This E-Type (chassis #S850664, engine number 5114 WK) rolled off the production line on June 7, 1963, the seventh Lightweight Competition built. Under project number ZP 537/24, which had actually got under way on March 16, 1961, even ahead of the launch of the “standard” E-Type at the March 1961 Geneva car show, the Jaguar factory set out to build seven racing versions of the model with special engines trademarked by gas-flowed cylinder heads, polished and crack-tested connecting rods, a lightened flywheel, a competition crankshaft damper, and trumpet tips for the S.U. carburetors, paired with a modified clutch and a close-ratio competition 4-speed gearbox. The body was to remain in steel and the suspension to be modified only through the use of stiffer springs. #S850664 is one of the final evolutions of this design.
The cars proved successful, and one of them was used as test bed and developed with a lighter-gauge steel body and a more powerful engine. From October 1962, a further 17 of these engines were built, all featuring a 3.8-liter competition engine upgraded with Lucas fuel injection and dry-sump lubrication, a new suspension geometry and aluminum alloy bodies paired with an aluminum hardtop, which increased the rigidity of the shell, and aerodynamic roof and tail. The only clue, in the chassis number, to the Lightweight status of this car is the prefix S. Indeed, Jaguar did not intend to build enough cars for the Lightweight to be homologated separately, and the model was passed off as part of the E-Type production family, even though it actually had very few parts in common with this family. Since the five-speed gearbox was not ready, this car was initially equipped with the four-speed version.
The finished car was delivered to the Cunningham Racing Team to be used at Le Mans, piloted by Walt Hansgen and Augie Pabst. The four-speed gearbox failed after just an hour, forcing the car to retire after qualifying in 14th place. It was immediately returned to the factory to have the desirable five-speed ZF gearbox installed, before being shipped to the USA to resume racing. It took 11th place at the 1963 Road America 500 and finished 4th at Bridgehampton in September the same year. It competition life finished here, however, and the car was retired to Cunningham’s museum in Costa Mesa, California. By the early 1970s it had come into the possession of a Jaguar enthusiast named Robert Lane, who, in 1973, sold it to British collector Sir Anthony Bamford. These were the first in a long chain of respected owners from all over the world, and the Lightweight, despite undergoing a restoration in the 1980s and some modifications to allow it to participate in road events or displays, remains an impressively original matching numbers car. Although it is being offered with an undisclosed estimate, it can be considered a better car than a similar one recently sold at auction for USD 1.2 million.
1963 Jaguar E-Type Lightweight Competition
1936 Talbot-Lago T120 Sports Cabriolet by Figoni
Chassis #85722 is one of only five known survivors among the forty T120 Cabriolets manufactured. Dressed in a Figoni body it was delivered new on April 9, 1937, registered to one Jacques Puget of Marseilles. On January 4, 1939, it was sold to Maurice Martignon, who took loving care of it for over 22 years, keeping it safely in storage throughout the war years. In August 1962, the car, still largely sound and complete, was discovered in Marseilles by the present owner’s father, who purchased it and took it to southern California, with the intention of restoring it.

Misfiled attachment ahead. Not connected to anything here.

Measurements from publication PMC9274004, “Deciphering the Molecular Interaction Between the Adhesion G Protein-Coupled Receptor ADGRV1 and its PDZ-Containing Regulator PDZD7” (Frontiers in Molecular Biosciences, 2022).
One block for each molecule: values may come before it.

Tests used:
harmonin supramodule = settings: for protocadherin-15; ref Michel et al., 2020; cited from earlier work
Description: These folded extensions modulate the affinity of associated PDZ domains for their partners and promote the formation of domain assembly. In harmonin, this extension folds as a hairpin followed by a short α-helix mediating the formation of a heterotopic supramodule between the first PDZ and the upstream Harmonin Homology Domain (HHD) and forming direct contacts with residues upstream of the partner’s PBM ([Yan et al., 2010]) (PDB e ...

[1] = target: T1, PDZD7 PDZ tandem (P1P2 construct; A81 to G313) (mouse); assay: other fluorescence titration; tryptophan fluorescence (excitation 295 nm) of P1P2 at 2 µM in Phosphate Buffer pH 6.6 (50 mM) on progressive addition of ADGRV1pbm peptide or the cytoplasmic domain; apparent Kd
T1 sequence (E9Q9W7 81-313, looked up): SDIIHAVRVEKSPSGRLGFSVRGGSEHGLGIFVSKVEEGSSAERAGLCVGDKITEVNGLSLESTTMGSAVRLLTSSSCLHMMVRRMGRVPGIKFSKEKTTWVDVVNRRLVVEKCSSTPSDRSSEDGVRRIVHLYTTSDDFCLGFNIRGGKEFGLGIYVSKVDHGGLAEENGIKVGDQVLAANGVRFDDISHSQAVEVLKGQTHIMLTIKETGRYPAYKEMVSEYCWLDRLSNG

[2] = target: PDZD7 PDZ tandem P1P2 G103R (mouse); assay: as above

It took “some time” to get this process started and it was not until 2005 that the charming restoration, carried out with the primary aim of preserving the car’s originality, was finally complete, allowing it to be shown at the Quail Concours, the first of a number of concours where it was successfully exhibited. With this lot, Bonhams is offering prospective buyers a rare opportunity to become only the fourth owner of a pre-war car. After 55 years with the same family, #85722 is being offered with an estimated value of USD 375–475 K.
1933 Delage D8 S Coupe, Conduite Interieur by Letourneur et Marchand (lot 95)
A top French car of the early 1930s, this Delage D8 S Coupe 130 inch S-type chassis model (chassis number #38186), featuring an inline 8-cylinder 4-liter engine, was dressed in a closed body, one of the small series ordered in 1932 by Delage from the Letourneur et Marchand body shop. The body is characterized by a low rounded coupé greenhouse coupled with a seemingly endless long hood, sweeping fender lines and a narrow vertical windshield. Only four Delage D8 S Coupes were built, all slightly different, and only two are known to survive today.
Nothing is known of the early life of the car on sail at Quail Lodge auction , believed to be the one shown at the Delage stand during the October 1934 Paris Show. However, in the mid-1950s it was registered, in Marseilles, to a certain Mr Retornaz, who laid the car up in a garage where it remained, forgotten, until 1999, when it was discovered, in virtually untouched condition, by classic car dealer Charles Howard. Howard purchased the car and almost immediately sold it on to an owner in Madrid, where it was restored. It was bought and re-restored by its current owner around five years ago. It is offered with an estimate of USD 700–800 K.
1983 Lancia Rally 037 Stradale (lot 78)
There are few Rally cars more iconic than the 037, the very last competitive non-turbo, two wheel- drive racing-only car. The 200 road cars that, under FIA rules, had to be produced prior to homologation of the racing version soon sold out, and many were soon converted into racing cars. While the works Martini 037s were winning in the World Championship, less fortunate cars were being trashed by less skilled drivers in secondary races. Some road legal cars survived, but very few remained totally original.
One of the few that did is chassis # ZLA151AR000000159, about to come up for sale at the Quail Lodge auction. It was purchased on February 15, 1990 by a Mr Edoardo Magnone in Italy, where it has remained ever since, retaining its original Turin registration plates. It has had just one owner and is believed to have covered only 9,342 kilometers from new. The interior and exterior show some signs of use, but the car is complete, with every detail intact. A full mechanical service will be mandatory before using it, as the Abarth two-liter DOHC supercharged 4-cylinder engine has long remained idle. It is offered, without reserve, with an estimate of USD 300–400 K.
1983 Lancia 037 Stradale with less than 10.000 km.
For more information on the auction, please visit the Bonhams website.
All pictures courtesy of Bonhams.